Five flights. Four aircraft types. Two airlines. Two maintenance bases. Two catering kitchens. One hotel. One farm (yes, a farm). One flight training center. One airline headquarters. One medical center. And I just missed a traditional village. In 72 hours, I had the chance to experience all of this with Korean Air. (The entire trip was paid for by Korean Air.) See Part 2, Part 3, and Part 4.
It sounds like an interesting trip, but you know what made this unique? Every single one of those things is owned by Korean Air or its parent, Hanjin. If you thought Delta buying a refinery was a stretch then get ready to see how things work in Korea. In 72 hours I was able to get a sense for what is really a very different kind of airline than what you’ll find in the US.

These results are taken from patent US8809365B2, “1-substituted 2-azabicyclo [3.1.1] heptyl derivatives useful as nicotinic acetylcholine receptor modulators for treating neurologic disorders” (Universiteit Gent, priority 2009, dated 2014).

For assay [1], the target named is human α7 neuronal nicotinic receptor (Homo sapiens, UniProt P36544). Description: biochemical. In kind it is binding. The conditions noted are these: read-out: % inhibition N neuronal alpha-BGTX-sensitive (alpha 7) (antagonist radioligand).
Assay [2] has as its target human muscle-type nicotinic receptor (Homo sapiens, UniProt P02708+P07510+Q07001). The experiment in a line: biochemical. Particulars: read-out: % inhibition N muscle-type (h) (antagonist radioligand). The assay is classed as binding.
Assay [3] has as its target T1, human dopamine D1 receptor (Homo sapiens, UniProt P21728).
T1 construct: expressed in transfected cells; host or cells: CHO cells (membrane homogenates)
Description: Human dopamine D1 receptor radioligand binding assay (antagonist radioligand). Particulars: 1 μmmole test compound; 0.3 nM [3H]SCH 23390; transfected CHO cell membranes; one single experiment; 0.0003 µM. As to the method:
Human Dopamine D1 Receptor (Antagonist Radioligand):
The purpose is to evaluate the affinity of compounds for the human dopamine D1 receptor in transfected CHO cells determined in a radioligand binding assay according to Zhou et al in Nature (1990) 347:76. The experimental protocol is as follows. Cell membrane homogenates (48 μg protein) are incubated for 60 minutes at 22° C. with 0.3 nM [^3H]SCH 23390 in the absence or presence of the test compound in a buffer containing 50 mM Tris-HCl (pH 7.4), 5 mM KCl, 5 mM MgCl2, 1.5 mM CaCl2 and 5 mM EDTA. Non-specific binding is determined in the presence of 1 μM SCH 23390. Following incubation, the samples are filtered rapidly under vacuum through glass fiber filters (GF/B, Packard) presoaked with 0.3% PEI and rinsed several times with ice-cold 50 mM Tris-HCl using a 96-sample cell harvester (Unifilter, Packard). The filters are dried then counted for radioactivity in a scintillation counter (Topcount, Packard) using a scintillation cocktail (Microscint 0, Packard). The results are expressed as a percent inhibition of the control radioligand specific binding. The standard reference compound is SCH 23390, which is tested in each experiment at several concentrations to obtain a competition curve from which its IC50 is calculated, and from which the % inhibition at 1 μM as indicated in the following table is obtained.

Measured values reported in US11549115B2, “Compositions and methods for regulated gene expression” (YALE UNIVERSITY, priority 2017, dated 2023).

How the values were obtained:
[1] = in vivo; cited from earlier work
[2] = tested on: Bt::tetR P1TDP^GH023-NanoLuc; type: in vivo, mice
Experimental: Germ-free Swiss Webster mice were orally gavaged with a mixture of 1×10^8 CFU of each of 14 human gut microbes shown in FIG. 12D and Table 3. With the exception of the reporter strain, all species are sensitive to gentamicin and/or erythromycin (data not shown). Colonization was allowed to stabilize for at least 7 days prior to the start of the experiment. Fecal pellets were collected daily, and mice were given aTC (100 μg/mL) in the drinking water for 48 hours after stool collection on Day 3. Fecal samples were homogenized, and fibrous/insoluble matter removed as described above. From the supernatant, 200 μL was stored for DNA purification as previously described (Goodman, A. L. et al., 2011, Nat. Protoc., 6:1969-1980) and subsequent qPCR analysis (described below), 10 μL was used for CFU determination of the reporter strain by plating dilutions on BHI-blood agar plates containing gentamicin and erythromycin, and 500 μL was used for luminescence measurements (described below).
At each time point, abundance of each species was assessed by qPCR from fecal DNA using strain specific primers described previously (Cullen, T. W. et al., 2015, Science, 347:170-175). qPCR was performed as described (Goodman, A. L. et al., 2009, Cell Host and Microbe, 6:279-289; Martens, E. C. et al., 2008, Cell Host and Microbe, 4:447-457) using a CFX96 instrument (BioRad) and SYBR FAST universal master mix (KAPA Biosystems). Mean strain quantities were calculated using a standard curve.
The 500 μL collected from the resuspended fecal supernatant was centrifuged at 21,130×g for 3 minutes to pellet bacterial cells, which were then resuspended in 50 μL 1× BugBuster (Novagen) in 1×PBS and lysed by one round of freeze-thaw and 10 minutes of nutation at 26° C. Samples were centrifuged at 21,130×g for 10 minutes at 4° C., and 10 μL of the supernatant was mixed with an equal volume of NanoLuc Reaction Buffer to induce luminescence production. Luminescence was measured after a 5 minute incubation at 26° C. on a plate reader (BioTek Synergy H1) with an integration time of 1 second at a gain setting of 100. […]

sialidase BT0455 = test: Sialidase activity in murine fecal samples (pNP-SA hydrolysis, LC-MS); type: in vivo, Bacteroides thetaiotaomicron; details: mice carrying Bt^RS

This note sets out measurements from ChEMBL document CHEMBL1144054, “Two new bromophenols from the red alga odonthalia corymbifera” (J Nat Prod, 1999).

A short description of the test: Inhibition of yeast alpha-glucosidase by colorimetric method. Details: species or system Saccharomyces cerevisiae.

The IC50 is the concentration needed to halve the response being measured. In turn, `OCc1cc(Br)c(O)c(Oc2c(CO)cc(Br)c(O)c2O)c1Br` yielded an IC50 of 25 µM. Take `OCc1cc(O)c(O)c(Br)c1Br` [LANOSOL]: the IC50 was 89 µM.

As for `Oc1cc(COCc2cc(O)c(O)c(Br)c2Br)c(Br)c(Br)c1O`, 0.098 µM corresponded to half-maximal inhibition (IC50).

I was debating the best way to put this report together, and I decided to just plow through it chronologically. The idea for this trip came up just last month, and it gelled very quickly. My contact at Korean knows that I’m not as interested in traditional media trips where the focus is often on the destination instead of the airline itself. So when she had to be in Korea for a meeting, the opportunity came together to do an action-packed trip that focused entirely on the airline and its various subsidiaries. This seemed like the perfect trip to be my first experience in Asia. (Seriously, I had never touched any part of the continent before.)